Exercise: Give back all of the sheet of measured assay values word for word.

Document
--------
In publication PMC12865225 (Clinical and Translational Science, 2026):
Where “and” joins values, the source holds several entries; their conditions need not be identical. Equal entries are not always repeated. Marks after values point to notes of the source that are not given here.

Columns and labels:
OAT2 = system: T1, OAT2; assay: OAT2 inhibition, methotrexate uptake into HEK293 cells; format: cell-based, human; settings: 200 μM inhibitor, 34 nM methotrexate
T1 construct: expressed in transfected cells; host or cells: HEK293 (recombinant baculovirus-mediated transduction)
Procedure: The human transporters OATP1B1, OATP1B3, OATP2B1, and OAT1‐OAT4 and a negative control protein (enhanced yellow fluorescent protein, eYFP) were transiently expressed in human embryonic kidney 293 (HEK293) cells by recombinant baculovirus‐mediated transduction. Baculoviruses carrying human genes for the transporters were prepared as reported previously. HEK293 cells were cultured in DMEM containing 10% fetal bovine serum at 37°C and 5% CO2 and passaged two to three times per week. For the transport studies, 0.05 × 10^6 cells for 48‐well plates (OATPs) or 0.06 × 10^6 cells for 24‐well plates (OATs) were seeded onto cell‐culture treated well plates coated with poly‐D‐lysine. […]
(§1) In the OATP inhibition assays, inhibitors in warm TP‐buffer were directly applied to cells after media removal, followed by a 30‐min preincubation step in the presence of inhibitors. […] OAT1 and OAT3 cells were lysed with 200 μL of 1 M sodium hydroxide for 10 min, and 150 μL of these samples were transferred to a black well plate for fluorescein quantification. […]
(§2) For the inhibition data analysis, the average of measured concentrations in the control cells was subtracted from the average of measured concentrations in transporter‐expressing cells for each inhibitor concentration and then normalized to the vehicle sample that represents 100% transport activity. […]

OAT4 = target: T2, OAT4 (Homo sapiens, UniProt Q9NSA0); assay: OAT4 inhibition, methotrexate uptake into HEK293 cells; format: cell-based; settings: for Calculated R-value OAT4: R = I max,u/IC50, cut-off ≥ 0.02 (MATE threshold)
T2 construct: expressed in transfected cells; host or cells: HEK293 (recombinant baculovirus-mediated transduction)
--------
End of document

In publication PMC12865225 (Clinical and Translational Science, 2026):
Where “and” joins values, the source holds several entries; their conditions need not be identical. Equal entries are not always repeated. Marks after values point to notes of the source that are not given here.

Columns and labels:
OAT2 = system: T1, OAT2; assay: OAT2 inhibition, methotrexate uptake into HEK293 cells; format: cell-based, human; settings: 200 μM inhibitor, 34 nM methotrexate
T1 construct: expressed in transfected cells; host or cells: HEK293 (recombinant baculovirus-mediated transduction)
Procedure: The human transporters OATP1B1, OATP1B3, OATP2B1, and OAT1‐OAT4 and a negative control protein (enhanced yellow fluorescent protein, eYFP) were transiently expressed in human embryonic kidney 293 (HEK293) cells by recombinant baculovirus‐mediated transduction. Baculoviruses carrying human genes for the transporters were prepared as reported previously. HEK293 cells were cultured in DMEM containing 10% fetal bovine serum at 37°C and 5% CO2 and passaged two to three times per week. For the transport studies, 0.05 × 10^6 cells for 48‐well plates (OATPs) or 0.06 × 10^6 cells for 24‐well plates (OATs) were seeded onto cell‐culture treated well plates coated with poly‐D‐lysine. […]
(§1) In the OATP inhibition assays, inhibitors in warm TP‐buffer were directly applied to cells after media removal, followed by a 30‐min preincubation step in the presence of inhibitors. […] OAT1 and OAT3 cells were lysed with 200 μL of 1 M sodium hydroxide for 10 min, and 150 μL of these samples were transferred to a black well plate for fluorescein quantification. […]
(§2) For the inhibition data analysis, the average of measured concentrations in the control cells was subtracted from the average of measured concentrations in transporter‐expressing cells for each inhibitor concentration and then normalized to the vehicle sample that represents 100% transport activity. […]

OAT4 = target: T2, OAT4 (Homo sapiens, UniProt Q9NSA0); assay: OAT4 inhibition, methotrexate uptake into HEK293 cells; format: cell-based; settings: for Calculated R-value OAT4: R = I max,u/IC50, cut-off ≥ 0.02 (MATE threshold)
T2 construct: expressed in transfected cells; host or cells: HEK293 (recombinant baculovirus-mediated transduction)